For more than a decade, the community known as “Black Twitter” — an unofficial group of users self-organized around shared cultural experiences that convenes sometimes viral discussions of everything from social issues to pop culture — has played a key role in movements such as #SayHerName and #OscarsSoWhite.
In 2018, Black Americans accounted for an estimated 28% of Twitter users, roughly double the proportion of the U.S. Black population, according to media measurement company Nielsen. As of this spring, Black Americans were 5% more likely than the general population to have used Twitter in the last 30 days — second only to Asian American users, it said.
Some signs indicate a slowdown among Black Twitter users that predates Musk. In April, the rate of growth among Black Twitter users was already slower than any other ethnic group on the platform: 0.8% in 2021, down from 2.5% the previous year, according to estimates provided by Insider Intelligence eMarketer. (Growth among white users was 3.6%, down from 6%.)
A recent Reuters report cited internal Twitter research pondering a post-pandemic “absolute decline” of heavy tweeters — which the report described as comprising less than 10% of monthly users but 90% of global tweets and revenue. Twitter told Reuters that its “overall audience has continued to grow.”
Catherine Knight Steele, a communications professor at the University of Maryland and the author of “Digital Black Feminism,” said the departures of Black celebrities may not foreshadow a broader exodus, but she expects Black Twitter users to engage less on the platform over time.
If that bears out, she said, “without a robust Black community on Twitter, the only path forward for the site is to increasingly lose relevance as it becomes more inundated with more hatred and vitriol,” risking further panic among advertisers. The watchdog group Media Matters estimated last week that nearly half of Twitter’s top 100 advertisers had either announced or appeared to suspend their campaigns within Musk’s first month at the helm.
Any decline among highly engaged user segments would add pressure on Twitter’s business, analysts say, as 90% of the company’s revenue last year came from advertising.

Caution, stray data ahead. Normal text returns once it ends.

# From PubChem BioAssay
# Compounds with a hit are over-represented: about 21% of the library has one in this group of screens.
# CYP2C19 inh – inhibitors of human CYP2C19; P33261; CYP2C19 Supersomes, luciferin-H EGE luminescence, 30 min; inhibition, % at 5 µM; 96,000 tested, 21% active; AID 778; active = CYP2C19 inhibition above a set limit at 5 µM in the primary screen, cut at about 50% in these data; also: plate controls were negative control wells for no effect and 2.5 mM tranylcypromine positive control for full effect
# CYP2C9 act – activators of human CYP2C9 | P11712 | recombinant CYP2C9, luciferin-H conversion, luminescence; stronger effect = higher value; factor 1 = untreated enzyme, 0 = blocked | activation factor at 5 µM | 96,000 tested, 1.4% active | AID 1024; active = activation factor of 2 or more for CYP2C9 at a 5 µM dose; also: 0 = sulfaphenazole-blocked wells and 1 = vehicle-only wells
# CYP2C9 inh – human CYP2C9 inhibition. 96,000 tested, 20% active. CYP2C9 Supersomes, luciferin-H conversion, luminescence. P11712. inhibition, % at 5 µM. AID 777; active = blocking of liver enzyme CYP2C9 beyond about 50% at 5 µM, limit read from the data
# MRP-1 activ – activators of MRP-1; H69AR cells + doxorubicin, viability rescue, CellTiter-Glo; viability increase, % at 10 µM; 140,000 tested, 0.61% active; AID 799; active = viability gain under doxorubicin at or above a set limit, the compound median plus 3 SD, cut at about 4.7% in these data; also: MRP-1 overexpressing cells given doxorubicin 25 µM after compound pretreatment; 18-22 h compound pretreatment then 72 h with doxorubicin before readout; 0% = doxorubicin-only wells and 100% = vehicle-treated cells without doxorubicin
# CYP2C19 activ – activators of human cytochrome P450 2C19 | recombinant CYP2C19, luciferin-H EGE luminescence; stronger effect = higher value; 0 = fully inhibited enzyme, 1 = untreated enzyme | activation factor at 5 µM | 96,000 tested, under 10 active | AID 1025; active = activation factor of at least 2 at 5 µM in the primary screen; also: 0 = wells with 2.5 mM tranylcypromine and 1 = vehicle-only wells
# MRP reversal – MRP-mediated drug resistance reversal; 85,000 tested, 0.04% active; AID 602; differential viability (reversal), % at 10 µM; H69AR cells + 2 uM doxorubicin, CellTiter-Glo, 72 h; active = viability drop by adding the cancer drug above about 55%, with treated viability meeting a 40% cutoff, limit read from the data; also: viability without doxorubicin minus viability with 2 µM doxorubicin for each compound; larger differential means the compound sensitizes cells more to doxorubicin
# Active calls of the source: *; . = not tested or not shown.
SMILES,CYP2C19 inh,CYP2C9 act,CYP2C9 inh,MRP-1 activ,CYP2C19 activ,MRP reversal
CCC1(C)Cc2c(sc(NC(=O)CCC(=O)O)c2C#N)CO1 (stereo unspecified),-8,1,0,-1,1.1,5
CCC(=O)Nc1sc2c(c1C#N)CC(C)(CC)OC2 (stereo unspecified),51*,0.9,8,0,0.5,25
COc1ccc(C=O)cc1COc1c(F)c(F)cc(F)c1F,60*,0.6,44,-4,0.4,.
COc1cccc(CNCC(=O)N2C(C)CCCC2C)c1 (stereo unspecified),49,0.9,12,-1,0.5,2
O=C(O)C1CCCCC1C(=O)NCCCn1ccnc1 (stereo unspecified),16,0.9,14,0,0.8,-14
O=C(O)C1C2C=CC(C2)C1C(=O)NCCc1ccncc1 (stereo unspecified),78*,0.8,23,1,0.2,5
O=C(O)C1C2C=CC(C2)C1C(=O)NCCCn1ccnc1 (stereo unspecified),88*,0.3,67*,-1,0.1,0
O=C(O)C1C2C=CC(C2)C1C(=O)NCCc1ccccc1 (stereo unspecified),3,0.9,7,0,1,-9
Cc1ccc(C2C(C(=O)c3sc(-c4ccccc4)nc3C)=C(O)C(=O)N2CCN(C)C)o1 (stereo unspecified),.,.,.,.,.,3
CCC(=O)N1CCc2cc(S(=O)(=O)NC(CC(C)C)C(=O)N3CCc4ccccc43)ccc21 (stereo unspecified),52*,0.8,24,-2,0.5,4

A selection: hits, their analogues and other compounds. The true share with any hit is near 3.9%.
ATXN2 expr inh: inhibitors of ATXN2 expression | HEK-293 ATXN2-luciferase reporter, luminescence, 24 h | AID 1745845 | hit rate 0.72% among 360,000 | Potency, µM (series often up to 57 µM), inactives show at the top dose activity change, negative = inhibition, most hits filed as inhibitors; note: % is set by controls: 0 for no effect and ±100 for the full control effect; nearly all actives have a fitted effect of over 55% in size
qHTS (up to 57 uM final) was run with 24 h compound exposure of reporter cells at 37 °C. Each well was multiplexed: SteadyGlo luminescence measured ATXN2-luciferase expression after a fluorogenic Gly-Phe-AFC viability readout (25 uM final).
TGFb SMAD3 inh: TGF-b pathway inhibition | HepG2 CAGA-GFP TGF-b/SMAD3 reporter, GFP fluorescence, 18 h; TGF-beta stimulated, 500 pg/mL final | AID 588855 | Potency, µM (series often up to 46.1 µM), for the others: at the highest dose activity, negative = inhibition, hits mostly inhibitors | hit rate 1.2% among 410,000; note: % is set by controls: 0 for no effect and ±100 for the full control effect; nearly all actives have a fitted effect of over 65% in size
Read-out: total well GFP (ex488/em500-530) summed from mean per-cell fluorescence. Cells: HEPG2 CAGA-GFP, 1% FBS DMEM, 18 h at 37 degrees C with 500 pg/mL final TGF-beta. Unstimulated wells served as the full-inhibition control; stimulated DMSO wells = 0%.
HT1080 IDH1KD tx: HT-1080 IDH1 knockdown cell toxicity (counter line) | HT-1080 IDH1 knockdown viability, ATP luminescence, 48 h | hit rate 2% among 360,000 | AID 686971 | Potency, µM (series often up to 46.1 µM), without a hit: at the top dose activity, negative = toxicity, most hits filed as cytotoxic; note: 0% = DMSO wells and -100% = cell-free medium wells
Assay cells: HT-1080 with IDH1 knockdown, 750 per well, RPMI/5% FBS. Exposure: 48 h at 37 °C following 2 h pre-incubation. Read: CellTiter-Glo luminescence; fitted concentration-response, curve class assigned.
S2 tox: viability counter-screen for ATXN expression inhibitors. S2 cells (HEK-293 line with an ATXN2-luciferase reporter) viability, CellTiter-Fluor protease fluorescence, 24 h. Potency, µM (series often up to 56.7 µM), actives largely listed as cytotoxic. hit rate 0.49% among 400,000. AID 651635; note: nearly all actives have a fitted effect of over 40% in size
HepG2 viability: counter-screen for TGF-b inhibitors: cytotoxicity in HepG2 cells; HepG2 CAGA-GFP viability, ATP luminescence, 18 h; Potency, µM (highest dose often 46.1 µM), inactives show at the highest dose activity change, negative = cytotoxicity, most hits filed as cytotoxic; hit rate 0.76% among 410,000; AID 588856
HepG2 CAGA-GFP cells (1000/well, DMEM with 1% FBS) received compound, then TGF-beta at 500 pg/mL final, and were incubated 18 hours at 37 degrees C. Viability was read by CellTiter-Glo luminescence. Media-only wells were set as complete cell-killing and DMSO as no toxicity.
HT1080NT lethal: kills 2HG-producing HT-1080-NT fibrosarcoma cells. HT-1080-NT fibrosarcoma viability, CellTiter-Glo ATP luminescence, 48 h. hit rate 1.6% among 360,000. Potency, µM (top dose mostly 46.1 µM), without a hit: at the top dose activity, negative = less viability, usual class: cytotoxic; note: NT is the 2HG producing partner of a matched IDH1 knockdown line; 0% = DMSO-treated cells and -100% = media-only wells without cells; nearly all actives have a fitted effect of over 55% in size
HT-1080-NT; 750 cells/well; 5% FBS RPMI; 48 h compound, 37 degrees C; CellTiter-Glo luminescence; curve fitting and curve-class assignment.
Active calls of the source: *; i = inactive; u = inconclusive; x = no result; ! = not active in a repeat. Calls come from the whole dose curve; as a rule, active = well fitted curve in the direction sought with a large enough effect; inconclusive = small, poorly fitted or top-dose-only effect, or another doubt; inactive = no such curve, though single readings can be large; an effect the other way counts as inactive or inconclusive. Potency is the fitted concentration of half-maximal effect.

“No platform wants to alienate any group of users, particularly an incredibly active group of users,” said Jasmine Enberg, principal analyst at Insider Intelligence eMarketer. “Twitter’s value proposition to advertisers has long been the quality and the engagement of its core user base … so the more that that addressable audience becomes diluted, both in terms of size and in terms of engagement, the less attractive the platform becomes.”
Steele said she has seen Black women in particular disengage amid threats and harassment over the last few years. And in recent weeks, high-profile Black women have been among the most vocal about leaving the platform.
TV powerhouse Shonda Rhimes tweeted to her 1.9 million followers in late October that she’s “Not hanging around for whatever Elon has planned. Bye.” Rhimes, who didn’t respond to a request for comment, has had an outsize stature on the app — having helped popularize live-tweeting with her Thursday night “Shondaland” block on ABC. The practice has been offered a proof point for advertisers wary of marrying Twitter and TV.
Other celebrities including the singer Toni Braxton (1.8 million Twitter followers) and Whoopi Goldberg (1.6 million followers) have also announced their departures, citing concerns about hate speech. The Oscar- and Emmy-winning co-host of “The View” said on the ABC talk show that she is “done with Twitter” for now. “I’m going to get out, and if it settles down and I feel more comfortable, maybe I’ll come back,” she said. Representatives for Braxton and Goldberg didn’t respond to requests for comment.
Steele said the history of Black communities’ withdrawal from other arenas, including offline, bodes ill for Twitter if it can’t turn the tide.
“It’s crippling to the economies of cities when Black folks leave, platforms when Black folks leave, entertainment sites when Black folks leave,” she said. “Twitter would suffer a similar fate.”